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‘We Remember’ | Faith leaders honor the 10,000 + Mississippians who died of COVID

‘We Remember’ | Faith leaders honor the 10,000 + Mississippians who died of COVID
‘We Remember’ | Faith leaders honor the 10,000 + Mississippians who died of COVID(Dorothy Triplett, Working Together Mississippi)
Published: Nov. 2, 2021 at 2:36 PM CDT
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JACKSON, Miss. (WLBT) - No talking. No movement. Only the sound of cathedral bells marked the start of the Day of Remembrance and Mourning at Smith Park Tuesday.

Underneath sunny skies, a small crowd of like-minded people gathered to pray, sing and reflect on the lives cut short by Coronavirus.

“By faith, we believe they are in a better place,” Bishop Ronnie Crudup, Sr. of New Horizon Church International, said with a heavy heart.

“Each flag here today represents 10 Mississippians who have died from COVID-19. May it never happen again in our lifetime.”

One thousand white flags covered the lawn at Smith Park.

One of them stood for 69-year-old Hugh Hollowell, Sr., a long-time, well-respected emergency management coordinator in North Mississippi.

But to Hugh Hollowell, Jr. he was just - dad.

“He was delivering PPE equipment to a group of first responders March of last year to make sure they could protect themselves from the virus,” Hollowell said. “That was on Thursday. He got sick Friday and died at home four days later.”

Hollowell’s heart shattered.

“My nieces and nephews saw my mom standing on the porch watching as they took my dad away. They couldn’t console their grandmother - my mom - because of social distancing. It was horrible,” he recalled.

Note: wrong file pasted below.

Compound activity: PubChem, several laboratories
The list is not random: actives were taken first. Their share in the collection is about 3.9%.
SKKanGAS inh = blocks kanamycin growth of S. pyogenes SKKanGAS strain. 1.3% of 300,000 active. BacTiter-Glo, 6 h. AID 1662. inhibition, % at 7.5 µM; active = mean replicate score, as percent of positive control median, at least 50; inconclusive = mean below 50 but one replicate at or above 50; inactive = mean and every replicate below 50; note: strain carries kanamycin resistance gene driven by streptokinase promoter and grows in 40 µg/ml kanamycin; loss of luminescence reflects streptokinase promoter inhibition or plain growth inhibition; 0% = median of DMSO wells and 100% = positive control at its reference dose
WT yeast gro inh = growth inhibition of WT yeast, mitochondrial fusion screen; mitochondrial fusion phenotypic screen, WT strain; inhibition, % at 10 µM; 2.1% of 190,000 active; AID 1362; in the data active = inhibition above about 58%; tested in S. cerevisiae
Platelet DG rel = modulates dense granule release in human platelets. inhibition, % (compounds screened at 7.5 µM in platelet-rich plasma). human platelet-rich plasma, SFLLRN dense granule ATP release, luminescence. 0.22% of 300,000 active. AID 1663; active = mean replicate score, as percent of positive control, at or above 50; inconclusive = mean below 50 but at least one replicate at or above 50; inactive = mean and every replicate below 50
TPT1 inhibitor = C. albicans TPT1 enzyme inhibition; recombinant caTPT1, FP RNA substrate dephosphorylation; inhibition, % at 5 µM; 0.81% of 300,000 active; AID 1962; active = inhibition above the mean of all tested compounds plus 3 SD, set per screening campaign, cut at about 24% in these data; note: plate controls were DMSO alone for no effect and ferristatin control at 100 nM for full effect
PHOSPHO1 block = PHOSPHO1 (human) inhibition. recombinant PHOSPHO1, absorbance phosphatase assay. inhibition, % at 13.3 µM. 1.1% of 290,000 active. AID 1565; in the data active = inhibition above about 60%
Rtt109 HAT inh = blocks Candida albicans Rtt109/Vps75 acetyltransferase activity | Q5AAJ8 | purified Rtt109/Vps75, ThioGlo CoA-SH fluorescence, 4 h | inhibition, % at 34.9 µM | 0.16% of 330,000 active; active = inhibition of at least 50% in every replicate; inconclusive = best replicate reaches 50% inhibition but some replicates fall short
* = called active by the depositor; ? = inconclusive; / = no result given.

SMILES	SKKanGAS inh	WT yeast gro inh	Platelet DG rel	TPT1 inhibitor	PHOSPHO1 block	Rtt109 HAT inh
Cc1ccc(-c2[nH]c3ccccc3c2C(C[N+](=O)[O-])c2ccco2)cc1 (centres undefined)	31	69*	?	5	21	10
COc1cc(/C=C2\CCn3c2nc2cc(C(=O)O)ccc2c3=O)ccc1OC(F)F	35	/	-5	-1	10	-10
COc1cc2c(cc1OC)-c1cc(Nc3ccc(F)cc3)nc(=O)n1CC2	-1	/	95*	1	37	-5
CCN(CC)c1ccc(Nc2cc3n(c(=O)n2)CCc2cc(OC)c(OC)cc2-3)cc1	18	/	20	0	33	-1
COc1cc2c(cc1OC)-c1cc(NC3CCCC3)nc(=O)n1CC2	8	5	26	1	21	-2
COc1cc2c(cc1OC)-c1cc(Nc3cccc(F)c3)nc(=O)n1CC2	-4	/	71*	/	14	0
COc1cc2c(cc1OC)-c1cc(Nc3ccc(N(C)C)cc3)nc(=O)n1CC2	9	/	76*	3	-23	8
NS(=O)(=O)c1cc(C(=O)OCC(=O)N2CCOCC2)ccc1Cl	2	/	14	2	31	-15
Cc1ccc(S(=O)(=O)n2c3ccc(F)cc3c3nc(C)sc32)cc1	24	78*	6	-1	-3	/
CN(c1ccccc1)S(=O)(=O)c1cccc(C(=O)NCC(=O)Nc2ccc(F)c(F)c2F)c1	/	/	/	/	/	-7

“He had been in that position since the 80′s -was well-known across Marshall County, but he had ten people at his funeral. It was horrible,” Hollowell, Jr. said.

Hollowell pastors Open Door Mennonite Church in Jackson, one of 80 members of the non-profit Working Together Mississippi, who helped organize the memorial.

Dozens of interfaith clergy leaders from around the state prayed, encouraging everyone in attendance that no one died in vain.

“Experiences of life and death have tied us together, and we stand in solidarity with those who are gone,” Rev. Warren Coile of the United Methodist Church said. “Lord, we thank you for their lives.”

Hollowell said Working Together Mississippi also wants people to know the lives lost were anything but political.

“We seem so divided on this. My dad’s life was not a political issue. The thousands of others who died were not political, and we can do our best to honor them by making sure this never happens again.”

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